Pastor Responds to Hungarian Religious Law

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By Sami K. Martin, Christian Post Reporter
December 23, 2011|12:40 pm

Hungary’s High Court recently struck down a law calling for religious organizations to obtain approval from Parliament. The Christian Post spoke with one Pastor in New York to get his thoughts on the law.

Rev. Csongor Kovacs serves at the First Hungarian Reformed Church in New York City, which serves the Hungarian community in the area. Rev. Kovacs stated that Hungary’s new law “is not a good law.”

He went on to explain, “The main problem in Hungary is that they have had a very liberal church law” that led to financial abuses. Some so-called churches were actually businesses looking for a way to avoid paying taxes. “Hundreds of churches have appeared in Hungary since 1989. Most of them had nothing to do with any kind of religion but about money-making.”

Hungary’s religious majority is Roman Catholic, which many perceive as conservative on a lot of issues. Kovacs said he knows “many MP’s in Hungary are in the Christian-Democrat Party” but they also criticized the new law. They also, he said, made sure to include voices usually ignored.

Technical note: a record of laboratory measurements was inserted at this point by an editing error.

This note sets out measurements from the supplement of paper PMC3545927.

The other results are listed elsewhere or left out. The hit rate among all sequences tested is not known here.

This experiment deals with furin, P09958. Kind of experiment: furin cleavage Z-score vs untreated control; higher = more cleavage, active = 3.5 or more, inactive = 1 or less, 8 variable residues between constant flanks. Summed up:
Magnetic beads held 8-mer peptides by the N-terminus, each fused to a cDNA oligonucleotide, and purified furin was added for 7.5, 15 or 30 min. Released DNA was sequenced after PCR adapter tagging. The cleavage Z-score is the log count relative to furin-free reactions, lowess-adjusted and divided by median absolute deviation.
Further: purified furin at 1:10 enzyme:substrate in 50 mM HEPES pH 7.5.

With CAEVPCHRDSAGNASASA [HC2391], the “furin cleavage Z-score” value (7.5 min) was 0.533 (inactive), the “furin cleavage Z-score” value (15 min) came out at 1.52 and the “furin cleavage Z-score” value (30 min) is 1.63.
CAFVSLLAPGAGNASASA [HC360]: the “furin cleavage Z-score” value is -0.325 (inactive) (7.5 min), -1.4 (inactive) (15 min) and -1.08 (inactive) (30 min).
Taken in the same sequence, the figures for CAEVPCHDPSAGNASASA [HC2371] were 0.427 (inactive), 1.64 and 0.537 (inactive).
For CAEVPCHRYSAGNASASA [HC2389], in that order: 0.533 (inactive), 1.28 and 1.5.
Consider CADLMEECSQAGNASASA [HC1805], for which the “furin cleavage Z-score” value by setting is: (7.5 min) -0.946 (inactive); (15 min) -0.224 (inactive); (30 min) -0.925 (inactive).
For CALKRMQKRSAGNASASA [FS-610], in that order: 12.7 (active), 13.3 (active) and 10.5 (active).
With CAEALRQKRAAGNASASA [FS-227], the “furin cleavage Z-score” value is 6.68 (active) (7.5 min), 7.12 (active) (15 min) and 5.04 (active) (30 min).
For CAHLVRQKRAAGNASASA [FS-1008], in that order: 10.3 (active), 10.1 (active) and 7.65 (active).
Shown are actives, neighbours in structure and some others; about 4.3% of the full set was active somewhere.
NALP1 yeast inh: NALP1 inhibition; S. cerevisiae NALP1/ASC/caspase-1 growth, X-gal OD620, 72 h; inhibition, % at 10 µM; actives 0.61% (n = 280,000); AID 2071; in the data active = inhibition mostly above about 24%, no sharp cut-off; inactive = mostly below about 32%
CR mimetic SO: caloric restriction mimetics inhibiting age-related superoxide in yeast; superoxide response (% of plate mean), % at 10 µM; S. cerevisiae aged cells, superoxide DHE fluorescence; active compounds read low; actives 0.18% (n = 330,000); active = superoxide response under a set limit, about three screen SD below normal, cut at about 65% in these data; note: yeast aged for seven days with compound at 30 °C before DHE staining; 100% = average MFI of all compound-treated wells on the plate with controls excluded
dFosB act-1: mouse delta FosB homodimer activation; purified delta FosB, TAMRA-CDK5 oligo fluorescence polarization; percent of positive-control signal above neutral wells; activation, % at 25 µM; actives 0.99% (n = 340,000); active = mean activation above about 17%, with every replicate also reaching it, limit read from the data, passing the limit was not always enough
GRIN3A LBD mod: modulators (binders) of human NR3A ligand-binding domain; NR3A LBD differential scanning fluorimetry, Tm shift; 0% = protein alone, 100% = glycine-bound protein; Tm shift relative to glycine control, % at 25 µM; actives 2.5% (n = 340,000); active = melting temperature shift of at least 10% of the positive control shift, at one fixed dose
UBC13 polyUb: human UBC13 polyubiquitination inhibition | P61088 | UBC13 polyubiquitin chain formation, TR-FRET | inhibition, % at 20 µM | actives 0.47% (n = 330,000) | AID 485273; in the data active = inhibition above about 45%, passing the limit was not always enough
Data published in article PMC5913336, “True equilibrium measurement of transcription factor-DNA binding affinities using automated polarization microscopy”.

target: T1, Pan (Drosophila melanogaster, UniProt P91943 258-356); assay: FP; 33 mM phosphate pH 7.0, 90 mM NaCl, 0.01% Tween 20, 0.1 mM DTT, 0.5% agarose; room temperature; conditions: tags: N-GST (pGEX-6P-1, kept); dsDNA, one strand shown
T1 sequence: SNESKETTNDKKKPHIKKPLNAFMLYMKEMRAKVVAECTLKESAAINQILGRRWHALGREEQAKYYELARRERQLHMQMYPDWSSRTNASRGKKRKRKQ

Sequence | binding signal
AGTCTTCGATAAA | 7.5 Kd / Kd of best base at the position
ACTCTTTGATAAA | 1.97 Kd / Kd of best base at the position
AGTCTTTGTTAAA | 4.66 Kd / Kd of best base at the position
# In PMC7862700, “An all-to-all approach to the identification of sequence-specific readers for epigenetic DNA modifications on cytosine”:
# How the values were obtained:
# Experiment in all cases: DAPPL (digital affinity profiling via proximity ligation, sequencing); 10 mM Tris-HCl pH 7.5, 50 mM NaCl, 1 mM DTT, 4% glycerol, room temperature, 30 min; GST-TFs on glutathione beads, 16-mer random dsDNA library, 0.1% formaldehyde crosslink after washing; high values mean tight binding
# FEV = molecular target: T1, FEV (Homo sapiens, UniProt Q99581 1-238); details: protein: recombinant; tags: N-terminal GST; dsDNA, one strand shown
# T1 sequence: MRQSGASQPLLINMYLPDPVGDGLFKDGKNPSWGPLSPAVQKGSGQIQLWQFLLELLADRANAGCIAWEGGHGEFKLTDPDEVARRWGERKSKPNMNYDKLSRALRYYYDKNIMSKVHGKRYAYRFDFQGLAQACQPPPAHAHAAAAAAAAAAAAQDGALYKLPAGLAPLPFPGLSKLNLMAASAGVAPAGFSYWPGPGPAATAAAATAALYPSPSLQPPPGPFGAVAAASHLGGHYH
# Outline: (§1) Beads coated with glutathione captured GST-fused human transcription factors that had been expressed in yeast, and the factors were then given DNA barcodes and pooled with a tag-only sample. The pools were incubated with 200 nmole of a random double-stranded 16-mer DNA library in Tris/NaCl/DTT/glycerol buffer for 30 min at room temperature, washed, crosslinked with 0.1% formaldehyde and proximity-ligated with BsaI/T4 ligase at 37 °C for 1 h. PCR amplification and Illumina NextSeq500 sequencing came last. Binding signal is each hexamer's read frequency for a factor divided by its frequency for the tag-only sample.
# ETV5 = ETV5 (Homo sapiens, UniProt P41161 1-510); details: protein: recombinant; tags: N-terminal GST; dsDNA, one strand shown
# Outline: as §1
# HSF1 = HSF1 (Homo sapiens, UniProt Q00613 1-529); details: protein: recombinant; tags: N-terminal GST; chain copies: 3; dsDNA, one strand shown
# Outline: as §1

While Hungarian officials say that they will not place constraints on the religious practices of Hungarians, other world leaders are not fully convinced. Thirteen U.S. congressmen sent a letter to the Prime Minister’s office stating that they “hope that Hungary will remain committed to the protection of fundamental rights and freedoms, including freedom of conscience and religion.”

Religious groups in Hungary currently include Christian, Roma, Jewish, and Buddhist traditions. Earlier this month the Hare Krishna gathered in Budapest in protest of the new law.

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Russian Prime Minister Viktor Orban’s regime took office in April and has been busy making sweeping changes across the country. The new religious law was one of its proposals but was struck down by the Constitutional Court. It was scheduled to go into effect on Jan. 1, 2012, along with the other proposals but is currently being reviewed by the Court.

 

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